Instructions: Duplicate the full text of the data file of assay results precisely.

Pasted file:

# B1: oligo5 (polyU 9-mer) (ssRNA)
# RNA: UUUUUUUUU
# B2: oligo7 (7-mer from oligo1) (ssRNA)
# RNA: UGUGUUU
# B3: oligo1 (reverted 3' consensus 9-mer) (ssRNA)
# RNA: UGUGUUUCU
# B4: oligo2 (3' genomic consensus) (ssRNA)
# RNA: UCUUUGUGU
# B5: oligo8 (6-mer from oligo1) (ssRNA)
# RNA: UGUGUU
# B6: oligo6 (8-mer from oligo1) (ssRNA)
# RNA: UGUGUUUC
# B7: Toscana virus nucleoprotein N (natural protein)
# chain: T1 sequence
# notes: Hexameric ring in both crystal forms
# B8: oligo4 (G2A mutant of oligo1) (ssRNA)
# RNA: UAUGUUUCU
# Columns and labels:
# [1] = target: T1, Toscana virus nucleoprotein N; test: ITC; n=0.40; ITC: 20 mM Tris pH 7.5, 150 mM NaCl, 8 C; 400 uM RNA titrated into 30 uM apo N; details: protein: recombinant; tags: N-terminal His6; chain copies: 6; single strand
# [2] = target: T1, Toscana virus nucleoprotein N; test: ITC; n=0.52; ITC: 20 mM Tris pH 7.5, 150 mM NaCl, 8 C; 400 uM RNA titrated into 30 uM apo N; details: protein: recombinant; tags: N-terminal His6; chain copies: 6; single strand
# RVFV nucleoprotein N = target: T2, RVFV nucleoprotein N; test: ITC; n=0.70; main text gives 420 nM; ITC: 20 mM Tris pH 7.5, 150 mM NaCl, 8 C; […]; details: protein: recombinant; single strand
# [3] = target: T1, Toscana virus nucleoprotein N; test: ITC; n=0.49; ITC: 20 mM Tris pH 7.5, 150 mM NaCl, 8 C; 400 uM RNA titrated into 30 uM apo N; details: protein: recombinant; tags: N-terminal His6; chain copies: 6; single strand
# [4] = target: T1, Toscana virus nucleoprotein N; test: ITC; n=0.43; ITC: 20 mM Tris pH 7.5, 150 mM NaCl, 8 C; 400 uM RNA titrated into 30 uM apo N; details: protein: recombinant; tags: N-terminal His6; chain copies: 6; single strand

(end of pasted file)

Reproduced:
# B1: oligo5 (polyU 9-mer) (ssRNA)
# RNA: UUUUUUUUU
# B2: oligo7 (7-mer from oligo1) (ssRNA)
# RNA: UGUGUUU
# B3: oligo1 (reverted 3' consensus 9-mer) (ssRNA)
# RNA: UGUGUUUCU
# B4: oligo2 (3' genomic consensus) (ssRNA)
# RNA: UCUUUGUGU
# B5: oligo8 (6-mer from oligo1) (ssRNA)
# RNA: UGUGUU
# B6: oligo6 (8-mer from oligo1) (ssRNA)
# RNA: UGUGUUUC
# B7: Toscana virus nucleoprotein N (natural protein)
# chain: T1 sequence
# notes: Hexameric ring in both crystal forms
# B8: oligo4 (G2A mutant of oligo1) (ssRNA)
# RNA: UAUGUUUCU
# Columns and labels:
# [1] = target: T1, Toscana virus nucleoprotein N; test: ITC; n=0.40; ITC: 20 mM Tris pH 7.5, 150 mM NaCl, 8 C; 400 uM RNA titrated into 30 uM apo N; details: protein: recombinant; tags: N-terminal His6; chain copies: 6; single strand
# [2] = target: T1, Toscana virus nucleoprotein N; test: ITC; n=0.52; ITC: 20 mM Tris pH 7.5, 150 mM NaCl, 8 C; 400 uM RNA titrated into 30 uM apo N; details: protein: recombinant; tags: N-terminal His6; chain copies: 6; single strand
# RVFV nucleoprotein N = target: T2, RVFV nucleoprotein N; test: ITC; n=0.70; main text gives 420 nM; ITC: 20 mM Tris pH 7.5, 150 mM NaCl, 8 C; […]; details: protein: recombinant; single strand
# [3] = target: T1, Toscana virus nucleoprotein N; test: ITC; n=0.49; ITC: 20 mM Tris pH 7.5, 150 mM NaCl, 8 C; 400 uM RNA titrated into 30 uM apo N; details: protein: recombinant; tags: N-terminal His6; chain copies: 6; single strand
# [4] = target: T1, Toscana virus nucleoprotein N; test: ITC; n=0.43; ITC: 20 mM Tris pH 7.5, 150 mM NaCl, 8 C; 400 uM RNA titrated into 30 uM apo N; details: protein: recombinant; tags: N-terminal His6; chain copies: 6; single strand